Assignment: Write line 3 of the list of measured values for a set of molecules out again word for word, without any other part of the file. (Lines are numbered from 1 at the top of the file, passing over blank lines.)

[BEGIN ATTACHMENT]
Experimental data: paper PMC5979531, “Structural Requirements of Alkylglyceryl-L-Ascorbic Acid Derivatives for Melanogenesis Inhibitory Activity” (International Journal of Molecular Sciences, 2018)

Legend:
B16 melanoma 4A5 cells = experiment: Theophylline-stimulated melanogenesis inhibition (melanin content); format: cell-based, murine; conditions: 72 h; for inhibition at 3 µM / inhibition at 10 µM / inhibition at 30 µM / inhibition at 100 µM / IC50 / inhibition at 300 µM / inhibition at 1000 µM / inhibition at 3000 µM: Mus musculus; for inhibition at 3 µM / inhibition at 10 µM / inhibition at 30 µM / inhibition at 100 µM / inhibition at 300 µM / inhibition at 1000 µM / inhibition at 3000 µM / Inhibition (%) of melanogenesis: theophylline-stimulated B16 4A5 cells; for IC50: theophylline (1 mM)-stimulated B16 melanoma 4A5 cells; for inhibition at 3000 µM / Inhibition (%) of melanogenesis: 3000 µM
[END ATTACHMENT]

B16 melanoma 4A5 cells = experiment: Theophylline-stimulated melanogenesis inhibition (melanin content); format: cell-based, murine; conditions: 72 h; for inhibition at 3 µM / inhibition at 10 µM / inhibition at 30 µM / inhibition at 100 µM / IC50 / inhibition at 300 µM / inhibition at 1000 µM / inhibition at 3000 µM: Mus musculus; for inhibition at 3 µM / inhibition at 10 µM / inhibition at 30 µM / inhibition at 100 µM / inhibition at 300 µM / inhibition at 1000 µM / inhibition at 3000 µM / Inhibition (%) of melanogenesis: theophylline-stimulated B16 4A5 cells; for IC50: theophylline (1 mM)-stimulated B16 melanoma 4A5 cells; for inhibition at 3000 µM / Inhibition (%) of melanogenesis: 3000 µM